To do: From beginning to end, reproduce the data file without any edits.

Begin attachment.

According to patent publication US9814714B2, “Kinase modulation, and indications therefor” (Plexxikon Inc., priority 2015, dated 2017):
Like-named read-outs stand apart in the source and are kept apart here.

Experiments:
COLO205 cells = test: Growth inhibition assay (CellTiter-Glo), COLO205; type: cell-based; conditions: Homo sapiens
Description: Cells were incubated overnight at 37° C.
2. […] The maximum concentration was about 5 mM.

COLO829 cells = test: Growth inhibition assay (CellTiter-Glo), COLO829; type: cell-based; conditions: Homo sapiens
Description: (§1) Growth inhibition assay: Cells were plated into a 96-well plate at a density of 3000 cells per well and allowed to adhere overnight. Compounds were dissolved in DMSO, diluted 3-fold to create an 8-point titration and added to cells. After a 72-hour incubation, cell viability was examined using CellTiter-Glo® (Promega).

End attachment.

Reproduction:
According to patent publication US9814714B2, “Kinase modulation, and indications therefor” (Plexxikon Inc., priority 2015, dated 2017):
Like-named read-outs stand apart in the source and are kept apart here.

Experiments:
COLO205 cells = test: Growth inhibition assay (CellTiter-Glo), COLO205; type: cell-based; conditions: Homo sapiens
Description: Cells were incubated overnight at 37° C.
2. […] The maximum concentration was about 5 mM.

COLO829 cells = test: Growth inhibition assay (CellTiter-Glo), COLO829; type: cell-based; conditions: Homo sapiens
Description: (§1) Growth inhibition assay: Cells were plated into a 96-well plate at a density of 3000 cells per well and allowed to adhere overnight. Compounds were dissolved in DMSO, diluted 3-fold to create an 8-point titration and added to cells. After a 72-hour incubation, cell viability was examined using CellTiter-Glo® (Promega).